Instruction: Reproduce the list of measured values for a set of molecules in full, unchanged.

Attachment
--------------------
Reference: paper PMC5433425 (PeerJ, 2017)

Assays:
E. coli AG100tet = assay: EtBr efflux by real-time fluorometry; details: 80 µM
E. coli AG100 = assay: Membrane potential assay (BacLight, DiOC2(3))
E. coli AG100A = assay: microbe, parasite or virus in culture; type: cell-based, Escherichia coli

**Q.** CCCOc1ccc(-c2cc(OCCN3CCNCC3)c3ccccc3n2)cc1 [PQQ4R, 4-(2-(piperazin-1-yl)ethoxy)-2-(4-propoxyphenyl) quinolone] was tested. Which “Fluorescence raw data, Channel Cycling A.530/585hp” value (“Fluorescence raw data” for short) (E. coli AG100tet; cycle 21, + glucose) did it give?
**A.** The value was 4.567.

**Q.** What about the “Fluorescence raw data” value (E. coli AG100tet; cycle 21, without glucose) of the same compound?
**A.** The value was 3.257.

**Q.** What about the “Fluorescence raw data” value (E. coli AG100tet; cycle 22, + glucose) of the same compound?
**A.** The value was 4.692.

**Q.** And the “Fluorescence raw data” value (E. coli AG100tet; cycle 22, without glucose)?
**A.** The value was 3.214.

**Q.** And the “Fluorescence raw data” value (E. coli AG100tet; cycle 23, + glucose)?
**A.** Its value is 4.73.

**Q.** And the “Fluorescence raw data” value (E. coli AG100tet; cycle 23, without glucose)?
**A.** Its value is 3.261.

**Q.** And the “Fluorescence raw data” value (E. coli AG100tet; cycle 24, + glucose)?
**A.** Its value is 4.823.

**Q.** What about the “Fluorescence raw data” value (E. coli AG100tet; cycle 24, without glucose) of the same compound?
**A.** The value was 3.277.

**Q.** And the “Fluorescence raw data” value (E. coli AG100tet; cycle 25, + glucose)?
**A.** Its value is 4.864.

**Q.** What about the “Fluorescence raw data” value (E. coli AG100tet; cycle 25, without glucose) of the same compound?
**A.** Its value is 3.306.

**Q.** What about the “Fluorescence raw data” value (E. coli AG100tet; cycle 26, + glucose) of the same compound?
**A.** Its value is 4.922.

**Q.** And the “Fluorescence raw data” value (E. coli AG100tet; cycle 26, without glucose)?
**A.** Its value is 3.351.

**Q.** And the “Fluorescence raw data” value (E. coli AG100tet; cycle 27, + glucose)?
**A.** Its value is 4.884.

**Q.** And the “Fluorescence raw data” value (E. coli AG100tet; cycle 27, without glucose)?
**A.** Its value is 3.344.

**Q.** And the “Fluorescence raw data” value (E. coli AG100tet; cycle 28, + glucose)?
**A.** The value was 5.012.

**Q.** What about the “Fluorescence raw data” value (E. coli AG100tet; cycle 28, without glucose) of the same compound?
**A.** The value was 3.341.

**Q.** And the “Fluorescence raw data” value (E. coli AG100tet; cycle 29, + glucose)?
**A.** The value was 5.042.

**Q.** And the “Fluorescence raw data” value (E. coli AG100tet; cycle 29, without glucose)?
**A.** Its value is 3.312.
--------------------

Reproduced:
Reference: paper PMC5433425 (PeerJ, 2017)

Assays:
E. coli AG100tet = assay: EtBr efflux by real-time fluorometry; details: 80 µM
E. coli AG100 = assay: Membrane potential assay (BacLight, DiOC2(3))
E. coli AG100A = assay: microbe, parasite or virus in culture; type: cell-based, Escherichia coli

**Q.** CCCOc1ccc(-c2cc(OCCN3CCNCC3)c3ccccc3n2)cc1 [PQQ4R, 4-(2-(piperazin-1-yl)ethoxy)-2-(4-propoxyphenyl) quinolone] was tested. Which “Fluorescence raw data, Channel Cycling A.530/585hp” value (“Fluorescence raw data” for short) (E. coli AG100tet; cycle 21, + glucose) did it give?
**A.** The value was 4.567.

**Q.** What about the “Fluorescence raw data” value (E. coli AG100tet; cycle 21, without glucose) of the same compound?
**A.** The value was 3.257.

**Q.** What about the “Fluorescence raw data” value (E. coli AG100tet; cycle 22, + glucose) of the same compound?
**A.** The value was 4.692.

**Q.** And the “Fluorescence raw data” value (E. coli AG100tet; cycle 22, without glucose)?
**A.** The value was 3.214.

**Q.** And the “Fluorescence raw data” value (E. coli AG100tet; cycle 23, + glucose)?
**A.** Its value is 4.73.

**Q.** And the “Fluorescence raw data” value (E. coli AG100tet; cycle 23, without glucose)?
**A.** Its value is 3.261.

**Q.** And the “Fluorescence raw data” value (E. coli AG100tet; cycle 24, + glucose)?
**A.** Its value is 4.823.

**Q.** What about the “Fluorescence raw data” value (E. coli AG100tet; cycle 24, without glucose) of the same compound?
**A.** The value was 3.277.

**Q.** And the “Fluorescence raw data” value (E. coli AG100tet; cycle 25, + glucose)?
**A.** Its value is 4.864.

**Q.** What about the “Fluorescence raw data” value (E. coli AG100tet; cycle 25, without glucose) of the same compound?
**A.** Its value is 3.306.

**Q.** What about the “Fluorescence raw data” value (E. coli AG100tet; cycle 26, + glucose) of the same compound?
**A.** Its value is 4.922.

**Q.** And the “Fluorescence raw data” value (E. coli AG100tet; cycle 26, without glucose)?
**A.** Its value is 3.351.

**Q.** And the “Fluorescence raw data” value (E. coli AG100tet; cycle 27, + glucose)?
**A.** Its value is 4.884.

**Q.** And the “Fluorescence raw data” value (E. coli AG100tet; cycle 27, without glucose)?
**A.** Its value is 3.344.

**Q.** And the “Fluorescence raw data” value (E. coli AG100tet; cycle 28, + glucose)?
**A.** The value was 5.012.

**Q.** What about the “Fluorescence raw data” value (E. coli AG100tet; cycle 28, without glucose) of the same compound?
**A.** The value was 3.341.

**Q.** And the “Fluorescence raw data” value (E. coli AG100tet; cycle 29, + glucose)?
**A.** The value was 5.042.

**Q.** And the “Fluorescence raw data” value (E. coli AG100tet; cycle 29, without glucose)?
**A.** Its value is 3.312.